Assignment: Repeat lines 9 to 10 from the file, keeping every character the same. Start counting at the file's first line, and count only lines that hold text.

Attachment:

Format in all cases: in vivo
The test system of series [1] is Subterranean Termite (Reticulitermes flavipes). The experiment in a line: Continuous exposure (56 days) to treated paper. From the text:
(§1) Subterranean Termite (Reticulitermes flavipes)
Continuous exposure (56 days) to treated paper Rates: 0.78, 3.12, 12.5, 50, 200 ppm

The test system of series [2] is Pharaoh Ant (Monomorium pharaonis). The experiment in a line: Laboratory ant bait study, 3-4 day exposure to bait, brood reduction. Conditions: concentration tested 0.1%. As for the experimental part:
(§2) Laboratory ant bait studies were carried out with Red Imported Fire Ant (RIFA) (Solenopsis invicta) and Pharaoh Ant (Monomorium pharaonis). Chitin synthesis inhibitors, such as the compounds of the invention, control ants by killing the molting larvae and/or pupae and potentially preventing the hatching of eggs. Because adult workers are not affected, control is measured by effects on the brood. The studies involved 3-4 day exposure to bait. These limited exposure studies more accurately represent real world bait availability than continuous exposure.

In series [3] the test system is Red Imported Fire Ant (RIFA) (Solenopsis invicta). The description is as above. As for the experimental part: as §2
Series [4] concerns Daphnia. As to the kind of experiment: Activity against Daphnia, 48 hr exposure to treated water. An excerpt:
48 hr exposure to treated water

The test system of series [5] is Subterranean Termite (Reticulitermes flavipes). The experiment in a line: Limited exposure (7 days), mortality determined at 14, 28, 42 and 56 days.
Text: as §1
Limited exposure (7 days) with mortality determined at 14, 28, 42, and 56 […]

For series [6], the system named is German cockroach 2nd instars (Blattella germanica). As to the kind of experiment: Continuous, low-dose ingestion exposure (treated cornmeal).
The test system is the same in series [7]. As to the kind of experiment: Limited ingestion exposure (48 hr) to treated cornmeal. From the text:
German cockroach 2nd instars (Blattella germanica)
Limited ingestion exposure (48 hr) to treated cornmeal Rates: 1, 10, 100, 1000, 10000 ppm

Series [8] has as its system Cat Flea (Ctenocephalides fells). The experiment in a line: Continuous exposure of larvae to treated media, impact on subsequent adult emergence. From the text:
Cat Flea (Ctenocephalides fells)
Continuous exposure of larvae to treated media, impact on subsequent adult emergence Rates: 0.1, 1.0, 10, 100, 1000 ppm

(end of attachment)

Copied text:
48 hr exposure to treated water

The test system of series [5] is Subterranean Termite (Reticulitermes flavipes). The experiment in a line: Limited exposure (7 days), mortality determined at 14, 28, 42 and 56 days.